When is it correct to create a contraction of words followed by is? For instance is who’s a correct short form of who is?
5
votes
5answers
2k views

Is this usage of “aren't” proper English?

Aren't you going to go outside? My wife insists this is improper English, Hillbilly speak, she calls it. The proper way to ask, she says, is Are you going to go outside? I say it's the same as ...
4
votes
3answers
2k views

Can you contract the main verb in a sentence?

One can contract I have to I've when have is a helping verb, e.g. I've got an octopus in my pants. Is contracting the main verb technically incorrect or merely antiquated? My father loves to ...
4
votes
2answers
11k views

Is “could've” or “should've” standard English?

As the title says — is "could've" or "should've" standard English or is it slang and should correctly be spelled "could have" and "should have"?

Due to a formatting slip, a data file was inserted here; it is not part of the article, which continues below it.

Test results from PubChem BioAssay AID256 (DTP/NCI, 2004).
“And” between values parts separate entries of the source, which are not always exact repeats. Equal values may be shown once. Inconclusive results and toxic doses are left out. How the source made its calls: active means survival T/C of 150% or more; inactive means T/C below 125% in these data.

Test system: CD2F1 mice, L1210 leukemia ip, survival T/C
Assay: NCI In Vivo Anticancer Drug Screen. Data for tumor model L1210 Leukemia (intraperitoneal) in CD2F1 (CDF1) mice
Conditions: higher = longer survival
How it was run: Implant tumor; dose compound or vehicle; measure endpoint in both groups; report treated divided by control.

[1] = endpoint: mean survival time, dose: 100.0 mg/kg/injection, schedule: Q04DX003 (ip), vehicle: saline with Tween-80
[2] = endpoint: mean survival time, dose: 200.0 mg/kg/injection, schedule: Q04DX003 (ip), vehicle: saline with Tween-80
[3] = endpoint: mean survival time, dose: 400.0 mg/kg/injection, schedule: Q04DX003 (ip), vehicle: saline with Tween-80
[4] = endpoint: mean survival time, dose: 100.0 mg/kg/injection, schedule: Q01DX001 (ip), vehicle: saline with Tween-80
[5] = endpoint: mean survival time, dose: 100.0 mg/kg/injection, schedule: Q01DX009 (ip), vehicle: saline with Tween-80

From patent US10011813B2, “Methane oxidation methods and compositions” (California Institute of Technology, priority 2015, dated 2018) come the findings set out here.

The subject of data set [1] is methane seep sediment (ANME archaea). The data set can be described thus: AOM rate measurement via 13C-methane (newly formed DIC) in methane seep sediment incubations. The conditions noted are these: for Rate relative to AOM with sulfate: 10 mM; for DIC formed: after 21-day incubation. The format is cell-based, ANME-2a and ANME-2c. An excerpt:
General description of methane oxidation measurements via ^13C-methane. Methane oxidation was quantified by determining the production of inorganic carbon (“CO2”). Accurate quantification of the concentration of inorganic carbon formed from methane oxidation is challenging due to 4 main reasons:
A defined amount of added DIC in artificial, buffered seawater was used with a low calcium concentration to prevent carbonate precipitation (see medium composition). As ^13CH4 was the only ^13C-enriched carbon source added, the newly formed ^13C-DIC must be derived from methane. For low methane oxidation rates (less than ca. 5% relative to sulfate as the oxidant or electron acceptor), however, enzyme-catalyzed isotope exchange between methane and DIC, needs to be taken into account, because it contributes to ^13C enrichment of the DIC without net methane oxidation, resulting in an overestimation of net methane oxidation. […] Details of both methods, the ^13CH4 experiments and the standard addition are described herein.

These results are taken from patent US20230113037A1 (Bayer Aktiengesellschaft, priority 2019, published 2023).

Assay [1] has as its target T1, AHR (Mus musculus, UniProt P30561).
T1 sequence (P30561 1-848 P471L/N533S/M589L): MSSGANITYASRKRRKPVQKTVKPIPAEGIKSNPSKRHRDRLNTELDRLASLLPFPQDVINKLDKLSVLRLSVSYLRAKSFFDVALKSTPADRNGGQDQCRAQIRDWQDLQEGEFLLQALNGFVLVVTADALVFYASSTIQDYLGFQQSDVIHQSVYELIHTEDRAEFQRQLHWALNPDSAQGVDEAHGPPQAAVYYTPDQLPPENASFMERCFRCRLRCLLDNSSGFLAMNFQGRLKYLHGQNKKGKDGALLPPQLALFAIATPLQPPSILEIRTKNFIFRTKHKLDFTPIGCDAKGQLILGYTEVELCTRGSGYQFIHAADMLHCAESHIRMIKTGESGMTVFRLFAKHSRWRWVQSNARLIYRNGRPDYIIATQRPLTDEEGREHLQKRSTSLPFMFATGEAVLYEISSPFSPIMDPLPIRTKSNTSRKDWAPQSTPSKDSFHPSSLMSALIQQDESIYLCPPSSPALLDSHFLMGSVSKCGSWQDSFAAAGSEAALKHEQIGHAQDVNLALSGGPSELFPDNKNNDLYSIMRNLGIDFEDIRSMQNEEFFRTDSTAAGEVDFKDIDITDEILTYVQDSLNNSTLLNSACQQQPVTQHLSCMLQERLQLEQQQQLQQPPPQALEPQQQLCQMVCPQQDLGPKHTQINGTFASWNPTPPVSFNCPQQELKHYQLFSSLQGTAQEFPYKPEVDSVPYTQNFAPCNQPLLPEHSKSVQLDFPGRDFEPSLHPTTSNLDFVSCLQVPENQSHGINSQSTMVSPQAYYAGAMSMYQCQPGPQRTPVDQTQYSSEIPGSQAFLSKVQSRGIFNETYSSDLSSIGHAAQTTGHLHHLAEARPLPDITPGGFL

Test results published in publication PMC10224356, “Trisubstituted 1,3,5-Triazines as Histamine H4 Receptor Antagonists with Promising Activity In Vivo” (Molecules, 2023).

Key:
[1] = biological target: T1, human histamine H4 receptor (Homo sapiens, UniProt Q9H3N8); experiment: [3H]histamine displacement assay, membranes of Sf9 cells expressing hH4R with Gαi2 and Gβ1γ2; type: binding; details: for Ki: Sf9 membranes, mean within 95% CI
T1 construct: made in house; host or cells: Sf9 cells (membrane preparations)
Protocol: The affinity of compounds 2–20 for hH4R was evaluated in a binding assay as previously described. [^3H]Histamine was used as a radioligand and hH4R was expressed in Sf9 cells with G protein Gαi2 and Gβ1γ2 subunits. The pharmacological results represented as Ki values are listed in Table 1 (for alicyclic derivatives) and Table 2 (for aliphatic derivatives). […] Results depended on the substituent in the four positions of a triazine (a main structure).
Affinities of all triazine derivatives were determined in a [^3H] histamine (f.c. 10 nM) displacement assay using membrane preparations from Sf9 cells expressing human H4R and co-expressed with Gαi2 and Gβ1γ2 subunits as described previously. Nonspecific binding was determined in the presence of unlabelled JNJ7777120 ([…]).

4
votes
2answers
438 views

Mixing contracted and uncontracted phrases in the same sentence

Is there anything wrong with mixing contracted with uncontracted phrases in the same sentence? Examples: I'm not sure it is possible. ("I'm" is contracted, but "it is" is not). I am not ...
4
votes
2answers
2k views

When did “y'all” become improper?

It is my understanding that the contraction y'all was considered correct American English in times past. At what point was this word removed from valid American English?
5
votes
4answers
1k views

Contraction for 'are' with nouns

Is this correct? the candys 're in the box, the womens're at the car I know 'you're', 'we're', 'they're' are valid usages, but can it be used for nouns?
14
votes
7answers
16k views

“that” + “would” = “that'd”?

Is "that'd" an appropriate contraction of "that" and "would"? I say it, but I'm not sure if it's a legitimate contraction in written form.
27
votes
6answers
5k views

Is there some rule against ending a sentence with the contraction “it's”?

I heard this lyric in a song the other day and it just sounded so wrong that I assumed it must be incorrect grammar, but I can't find any specific prohibition that applies. That's what it's. ...